Books

French Exit, Patrick deWitt: Where to Find Me, Alba Arikha

Jane Graham delights in a pitch black comedy about a mother and son whose extravagant lifestyle is dealt a killer blow

Since his highly lauded debut Ablutions, novelist Canadian Patrick deWitt has stacked up admirers with a series of admired follow-ups. French Exit is his fourth novel, published just before the release of the Jake Gyllenhaal / Riz Ahmed-starring film adaptation of his second, award-winning book, The Sister Brothers. His previous work has seen him praised for his masterful balance of bright, sparky dialogue and humour with an atmosphere Shipping Forecast fans might describe as melancholy, becoming tragic. The excellent French Exit should further boost his blossoming reputation.

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The story centres around über lady-who-lunches, Frances, and her dependent grown-up son Malcolm. Frances has long enjoyed an extravagant lifestyle thanks to her litigator husband Franklin’s career defending a stream of ‘repugnant’ corporate clients (his courtroom performances are assisted by a talent for improvised withering putdowns unmatched outside an Aaron Sorkin script). But Franklin’s sudden death leads to bankruptcy and brings the leisures and pleasures Frances shares with Malcolm to a gallingly abrupt halt. Their move to a friend’s apartment in Paris is less a choice than a humiliating last resort; Frances describes it as ‘an annihilation.’

The formidable Frances is eccentric, highly intelligent, cold blooded, and as witty as any Evelyn Waugh mother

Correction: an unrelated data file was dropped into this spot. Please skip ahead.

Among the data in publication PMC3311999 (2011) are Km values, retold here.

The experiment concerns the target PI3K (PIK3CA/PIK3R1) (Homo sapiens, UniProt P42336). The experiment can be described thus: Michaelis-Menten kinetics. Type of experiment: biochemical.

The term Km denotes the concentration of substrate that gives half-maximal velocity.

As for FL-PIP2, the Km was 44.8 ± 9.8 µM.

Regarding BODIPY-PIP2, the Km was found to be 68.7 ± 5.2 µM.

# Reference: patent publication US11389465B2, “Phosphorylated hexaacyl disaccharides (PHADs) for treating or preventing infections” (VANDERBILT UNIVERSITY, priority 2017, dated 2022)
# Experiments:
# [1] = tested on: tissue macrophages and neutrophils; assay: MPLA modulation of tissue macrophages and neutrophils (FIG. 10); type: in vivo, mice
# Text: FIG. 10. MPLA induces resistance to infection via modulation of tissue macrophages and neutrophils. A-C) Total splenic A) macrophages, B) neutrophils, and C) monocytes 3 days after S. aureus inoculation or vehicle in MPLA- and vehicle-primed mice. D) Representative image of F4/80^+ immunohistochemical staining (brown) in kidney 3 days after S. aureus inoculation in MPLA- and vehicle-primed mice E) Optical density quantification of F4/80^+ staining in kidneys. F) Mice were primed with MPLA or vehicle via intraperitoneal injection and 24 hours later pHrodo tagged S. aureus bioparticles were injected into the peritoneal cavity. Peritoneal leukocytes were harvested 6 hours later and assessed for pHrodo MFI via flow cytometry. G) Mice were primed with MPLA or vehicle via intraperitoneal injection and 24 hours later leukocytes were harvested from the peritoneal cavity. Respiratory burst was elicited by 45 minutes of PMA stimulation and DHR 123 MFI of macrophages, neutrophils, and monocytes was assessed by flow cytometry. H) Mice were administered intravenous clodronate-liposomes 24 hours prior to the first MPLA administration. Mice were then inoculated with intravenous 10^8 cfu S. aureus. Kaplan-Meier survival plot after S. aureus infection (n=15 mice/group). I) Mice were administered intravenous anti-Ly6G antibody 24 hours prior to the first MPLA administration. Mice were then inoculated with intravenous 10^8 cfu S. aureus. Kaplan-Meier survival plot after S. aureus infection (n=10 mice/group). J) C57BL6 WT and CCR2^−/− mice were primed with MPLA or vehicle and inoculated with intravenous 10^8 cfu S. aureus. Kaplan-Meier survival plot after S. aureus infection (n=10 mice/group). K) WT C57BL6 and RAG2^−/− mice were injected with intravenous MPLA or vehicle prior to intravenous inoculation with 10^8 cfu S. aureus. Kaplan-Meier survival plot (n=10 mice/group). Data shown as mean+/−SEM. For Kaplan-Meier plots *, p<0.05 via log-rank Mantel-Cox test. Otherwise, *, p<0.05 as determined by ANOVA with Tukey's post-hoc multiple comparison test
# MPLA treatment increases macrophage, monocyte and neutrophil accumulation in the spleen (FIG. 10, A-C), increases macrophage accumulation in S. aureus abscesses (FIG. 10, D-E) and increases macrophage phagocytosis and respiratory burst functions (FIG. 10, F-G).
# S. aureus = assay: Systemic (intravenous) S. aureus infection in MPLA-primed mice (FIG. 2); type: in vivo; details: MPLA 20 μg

Frances and Malcolm are terrific characters, immediately arresting. Malcolm, estranged from his mother until she swooped in to steal him from boarding school, has developed into an unapologetic oddball with an endless well of entertaining one-liners. This makes him great company, for the readers at least. His fiancé, while recognising him as ‘a lugubrious toddler’ wholly in thrall to his mother, is failing in her attempt to cut him out of her life. ‘He was a pile of American garbage,’ she observes, ‘and she feared she would love him forever.’

The greatest achievement of French Exit however is the glamorous, formidable Frances; eccentric, highly intelligent, cold-blooded in both personal and business relationships, she’s as witty as any Evelyn Waugh mother, and as contemptuous in casual conversation as her husband was in his courtroom interrogations. When her oily liquidator suggests dinner she coolly replies ‘Mr Rudy, I’d sooner fuck an eel.’

The re-location to Paris sees the novel’s wild rompish tone gradually dim and grow heavy as revelations of parental neglect and hidden sorrows turn it into a terrible tale of self-ruin more akin to Gatsby or Patrick Melrose than the Wodehouse or Mitford stories it initially conjures. This wintry shift – faintly comparable to Waugh’s A Handful of Dust – might vex some readers; I found it increasingly rewarding, and, in the end, oddly, unnervingly thrilling. 

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London-based Alba Arikha’s best known work thus far is the 2011 memoir of her adolescence in Paris, Major/Minor, in which she says the Jewishness her late father cherished is a mere ‘aside’ to her. One wonders if the intervening years have changed that; her new novel Where To Find Me tugs sharply at the heart with its portrayal of the everyday horror of the Holocaust before taking a sympathetic journey into occupied Palestine, just before the creation of her father’s beloved Israel.

The story comes to us via the touching, delicately evoked friendship between Holocaust survivor Flora and her teenage neighbour Hannah in modern day Notting Hill, cut short by Flora’s sudden disappearance. The impact of the revival of their connection many years later shapes this tender story of damage, loss and renewal. It might feel a little pat at times, but there is no doubting the sincerity and ultimate power of Arikha’s endeavour.

French Exit, Patrick deWitt (Bloomsbury, from £10.99)

Where to Find Me, Alba Arikha (Alma Books, from £8.99)

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